Explore of time. Let’s say your velocity is

Explore how driving backwards takes you where you’ve already been as we define definite integrals. This lesson will also teach you the relationship between definite integrals and Riemann sums.

Then, discover how an integral changes when it is above and below the x-axis.

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Definite Integrals

Equation for the definite integral
Definite Integral Equation

Let’s say you want to find the area between some line and the x-axis. You know that you could use a Riemann sum approach. This approach divides the region up into a bunch of different slices, and you estimate the area of each slice. As the width of each slice gets thinner, your estimate of the total area gets better.

Eventually, you’ll get the total area exactly. We write this as the limit as delta x goes to zero of the sum of all of the slices from k=1 to n of f(x sub k) * delta x sub k, or the height times the width of each slice.This limit equals the definite integral from a to b of f(x)dx. This is the integral, but what does integral mean? We’ve said that it can mean the area under the curve, but does it always mean that?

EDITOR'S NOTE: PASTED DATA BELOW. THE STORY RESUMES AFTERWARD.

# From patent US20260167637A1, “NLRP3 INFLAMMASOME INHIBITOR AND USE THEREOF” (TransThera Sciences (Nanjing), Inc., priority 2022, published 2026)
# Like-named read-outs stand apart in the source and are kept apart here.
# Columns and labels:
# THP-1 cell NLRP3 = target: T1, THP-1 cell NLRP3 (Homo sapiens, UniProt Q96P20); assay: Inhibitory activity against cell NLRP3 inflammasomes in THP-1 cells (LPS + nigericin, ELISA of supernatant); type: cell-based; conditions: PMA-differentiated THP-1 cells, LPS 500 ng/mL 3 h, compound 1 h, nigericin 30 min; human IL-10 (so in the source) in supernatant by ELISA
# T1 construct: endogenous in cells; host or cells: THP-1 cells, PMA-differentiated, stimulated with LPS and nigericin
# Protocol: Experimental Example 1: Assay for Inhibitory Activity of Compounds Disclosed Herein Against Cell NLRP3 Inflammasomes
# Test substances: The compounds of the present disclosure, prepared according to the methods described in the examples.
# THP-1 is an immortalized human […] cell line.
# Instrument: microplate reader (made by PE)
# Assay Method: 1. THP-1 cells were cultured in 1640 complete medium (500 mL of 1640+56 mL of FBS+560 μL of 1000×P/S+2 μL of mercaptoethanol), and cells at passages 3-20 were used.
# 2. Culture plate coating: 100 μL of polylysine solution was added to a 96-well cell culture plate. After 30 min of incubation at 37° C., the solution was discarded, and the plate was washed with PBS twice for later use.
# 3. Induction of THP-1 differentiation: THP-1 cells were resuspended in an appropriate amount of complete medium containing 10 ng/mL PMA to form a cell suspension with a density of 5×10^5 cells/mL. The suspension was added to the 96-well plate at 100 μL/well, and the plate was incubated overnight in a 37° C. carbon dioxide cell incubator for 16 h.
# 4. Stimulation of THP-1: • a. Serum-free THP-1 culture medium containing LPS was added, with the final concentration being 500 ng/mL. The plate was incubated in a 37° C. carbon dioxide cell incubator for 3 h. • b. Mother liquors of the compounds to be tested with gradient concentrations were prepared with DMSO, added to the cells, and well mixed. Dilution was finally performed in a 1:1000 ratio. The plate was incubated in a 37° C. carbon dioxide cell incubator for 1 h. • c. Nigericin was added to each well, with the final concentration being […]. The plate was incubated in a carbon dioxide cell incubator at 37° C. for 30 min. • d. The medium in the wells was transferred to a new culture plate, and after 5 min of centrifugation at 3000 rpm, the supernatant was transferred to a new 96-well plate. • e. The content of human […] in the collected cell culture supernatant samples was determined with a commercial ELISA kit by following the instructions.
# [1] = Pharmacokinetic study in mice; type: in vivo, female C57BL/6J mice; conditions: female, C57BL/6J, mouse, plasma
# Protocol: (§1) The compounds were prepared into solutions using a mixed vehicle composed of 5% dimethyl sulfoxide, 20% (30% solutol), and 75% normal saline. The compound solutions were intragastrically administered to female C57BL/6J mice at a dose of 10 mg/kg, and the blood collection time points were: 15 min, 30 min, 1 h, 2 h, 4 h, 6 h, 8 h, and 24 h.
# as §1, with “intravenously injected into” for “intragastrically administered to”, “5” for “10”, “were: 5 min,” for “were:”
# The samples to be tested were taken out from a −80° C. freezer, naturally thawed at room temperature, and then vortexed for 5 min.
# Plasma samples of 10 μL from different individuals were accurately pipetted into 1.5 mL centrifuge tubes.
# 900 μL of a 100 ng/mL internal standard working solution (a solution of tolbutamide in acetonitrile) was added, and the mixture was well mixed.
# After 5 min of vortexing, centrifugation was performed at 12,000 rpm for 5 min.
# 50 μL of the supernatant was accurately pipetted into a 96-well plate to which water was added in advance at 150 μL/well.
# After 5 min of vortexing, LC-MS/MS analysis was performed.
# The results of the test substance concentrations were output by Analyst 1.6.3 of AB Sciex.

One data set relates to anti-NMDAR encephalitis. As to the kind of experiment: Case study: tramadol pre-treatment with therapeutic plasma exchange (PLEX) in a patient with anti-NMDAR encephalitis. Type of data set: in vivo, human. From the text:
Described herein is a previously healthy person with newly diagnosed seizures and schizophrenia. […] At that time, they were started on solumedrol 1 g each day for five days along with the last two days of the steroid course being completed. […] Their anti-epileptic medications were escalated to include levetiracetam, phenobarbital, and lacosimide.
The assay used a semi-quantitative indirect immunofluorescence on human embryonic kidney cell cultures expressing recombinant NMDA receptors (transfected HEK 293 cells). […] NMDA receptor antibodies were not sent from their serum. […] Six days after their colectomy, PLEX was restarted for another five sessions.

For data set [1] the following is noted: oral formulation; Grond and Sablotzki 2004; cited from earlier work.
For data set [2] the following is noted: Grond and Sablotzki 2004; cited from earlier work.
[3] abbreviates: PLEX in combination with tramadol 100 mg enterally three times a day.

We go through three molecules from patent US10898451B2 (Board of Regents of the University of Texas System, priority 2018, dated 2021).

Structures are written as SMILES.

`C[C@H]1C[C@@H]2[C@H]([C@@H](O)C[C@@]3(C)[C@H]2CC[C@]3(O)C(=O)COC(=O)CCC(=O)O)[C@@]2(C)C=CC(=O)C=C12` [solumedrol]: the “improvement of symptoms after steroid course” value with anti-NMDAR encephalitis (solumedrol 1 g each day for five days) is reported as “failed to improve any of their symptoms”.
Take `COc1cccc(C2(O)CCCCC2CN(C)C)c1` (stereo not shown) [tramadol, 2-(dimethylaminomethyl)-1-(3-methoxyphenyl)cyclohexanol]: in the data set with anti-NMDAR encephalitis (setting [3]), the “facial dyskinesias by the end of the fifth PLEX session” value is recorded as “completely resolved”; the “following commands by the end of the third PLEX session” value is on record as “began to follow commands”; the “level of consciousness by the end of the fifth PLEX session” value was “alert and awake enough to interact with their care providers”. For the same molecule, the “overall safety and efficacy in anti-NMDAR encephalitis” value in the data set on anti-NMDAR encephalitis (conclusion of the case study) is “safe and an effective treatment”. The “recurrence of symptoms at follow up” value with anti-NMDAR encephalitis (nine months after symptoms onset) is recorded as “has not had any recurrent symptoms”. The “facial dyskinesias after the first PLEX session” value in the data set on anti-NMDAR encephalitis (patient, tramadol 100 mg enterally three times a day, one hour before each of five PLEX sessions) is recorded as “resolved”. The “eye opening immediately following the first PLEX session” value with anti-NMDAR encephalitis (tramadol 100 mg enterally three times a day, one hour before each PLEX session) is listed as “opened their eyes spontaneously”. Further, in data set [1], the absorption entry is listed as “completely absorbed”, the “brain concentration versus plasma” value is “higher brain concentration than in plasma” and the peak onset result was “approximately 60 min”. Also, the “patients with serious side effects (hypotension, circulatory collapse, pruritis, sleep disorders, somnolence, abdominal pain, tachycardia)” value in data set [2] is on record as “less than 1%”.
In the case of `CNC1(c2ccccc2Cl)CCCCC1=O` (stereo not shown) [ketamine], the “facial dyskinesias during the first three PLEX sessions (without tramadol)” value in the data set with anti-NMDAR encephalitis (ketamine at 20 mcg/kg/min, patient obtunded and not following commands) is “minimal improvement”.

Example #1

Graphing velocity as a function of time
Area underneath the curve of velocity as a function of time
Velocity as a Function of Time Graph 2

In this case, the integral of velocity as a function of time gives you the area under the curve, which is your distance traveled.

We can make this a little more specific and say that if your velocity is given as a function, f(t), and you’re traveling from time a to time b, then the distance that you’ve traveled equals the integral from lower limit a to upper limit b of f(t)dt. In this case, you’re integrating the function f(t) with respect to t.

Example #3

But what happens in a case like this? Here, your velocity is 30 mph for the first half hour – maybe you’re driving away from home – and 30 minutes in, your velocity becomes -30 mph. You stop the car a half hour into your drive, put it in reverse and drive backwards at 30 mph for a half hour. In this case, if you go forward at 30 mph for a half hour and then you go backward at 30 mph for a half hour, you’re going to end up in the same place.

So here if I integrate from a lower limit of t=0 to an upper limit of t=1 my function f(t)dt, I get zero. If I were just looking at the area, it wouldn’t be zero, it would be a positive number. What happened?This is a very important fact about integrals. Before we said that a Riemann sum is just an area, but an integral can be positive or negative. If you’re above the x-axis, it’s the area, but if you’re below the x-axis, it’s the negative area.

Distance traveled equals the area under the curve
What integral with no limits and look at
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